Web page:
First mobile phone virus on the loose

Link: Latest virus alerts

The Cabir worm, which has not been released in the wild – affects phones using the Symbian operating system and spreads via Bluetooth, which has a range of a few metres.

Infected phones display the message ‘Caribe’ when turned on and the worm then looks for other Bluetooth connections nearby that will allow it to spread.

‘From what we know so far we’re not aware of any malicious payload,’ said David Emm, senior technology consultant at Kaspersky.

‘It’s difficult to say if this will be followed by a spate of such threats or if hackers will be slower to pick up on this. But it’s a good example of how we’re all carrying a lot more technology that can broadcast; it’s a kind of network promiscuity.’

The virus was sent to Kaspersky’s laboratories anonymously but seems to be the work of a group who were also responsible for Rugrat, the first 64-bit virus that was identified last month. The group specialises in ‘proof of concept’ viruses that do not damage systems.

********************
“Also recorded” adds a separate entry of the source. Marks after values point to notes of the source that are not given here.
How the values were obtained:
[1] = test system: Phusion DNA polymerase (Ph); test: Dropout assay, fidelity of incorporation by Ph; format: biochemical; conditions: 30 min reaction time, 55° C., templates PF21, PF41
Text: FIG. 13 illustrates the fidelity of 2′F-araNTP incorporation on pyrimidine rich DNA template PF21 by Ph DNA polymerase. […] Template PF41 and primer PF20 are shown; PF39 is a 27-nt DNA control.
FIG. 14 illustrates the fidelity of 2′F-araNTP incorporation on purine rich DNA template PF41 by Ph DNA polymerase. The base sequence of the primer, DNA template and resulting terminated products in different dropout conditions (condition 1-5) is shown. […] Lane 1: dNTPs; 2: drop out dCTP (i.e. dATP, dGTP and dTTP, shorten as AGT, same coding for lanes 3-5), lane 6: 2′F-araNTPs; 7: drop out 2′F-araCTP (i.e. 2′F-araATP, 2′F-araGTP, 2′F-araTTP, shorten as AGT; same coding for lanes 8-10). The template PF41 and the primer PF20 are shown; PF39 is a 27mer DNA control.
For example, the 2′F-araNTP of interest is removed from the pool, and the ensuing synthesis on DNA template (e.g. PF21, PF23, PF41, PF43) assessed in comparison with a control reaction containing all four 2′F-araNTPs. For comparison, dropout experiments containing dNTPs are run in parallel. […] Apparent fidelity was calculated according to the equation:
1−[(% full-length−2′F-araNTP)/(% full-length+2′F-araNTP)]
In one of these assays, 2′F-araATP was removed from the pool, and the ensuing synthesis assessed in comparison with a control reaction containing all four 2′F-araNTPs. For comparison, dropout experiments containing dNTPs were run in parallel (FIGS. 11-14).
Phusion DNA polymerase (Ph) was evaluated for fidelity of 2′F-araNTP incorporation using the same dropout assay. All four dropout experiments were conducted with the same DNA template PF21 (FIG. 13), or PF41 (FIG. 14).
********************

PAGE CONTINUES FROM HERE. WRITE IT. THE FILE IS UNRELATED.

However, it is not the first virus to target mobile phones. In June 2000, a computer-based virus that sent unwanted text messages to mobile phones was launched.

The virus, called I-Worm Timofonica or VBS Timofonica, was a Visual Basic script (VBS) worm that used Microsoft Outlook to spread in a similar way to many viruses since.

Switching off Bluetooth communications on your handset can block this new worm. It has not yet been found in the wild.

A spokesman for Symbian said that while the company was looking into the case it would be unlikely to require remedial measures, as users had to accept data before the worm could be transmitted.

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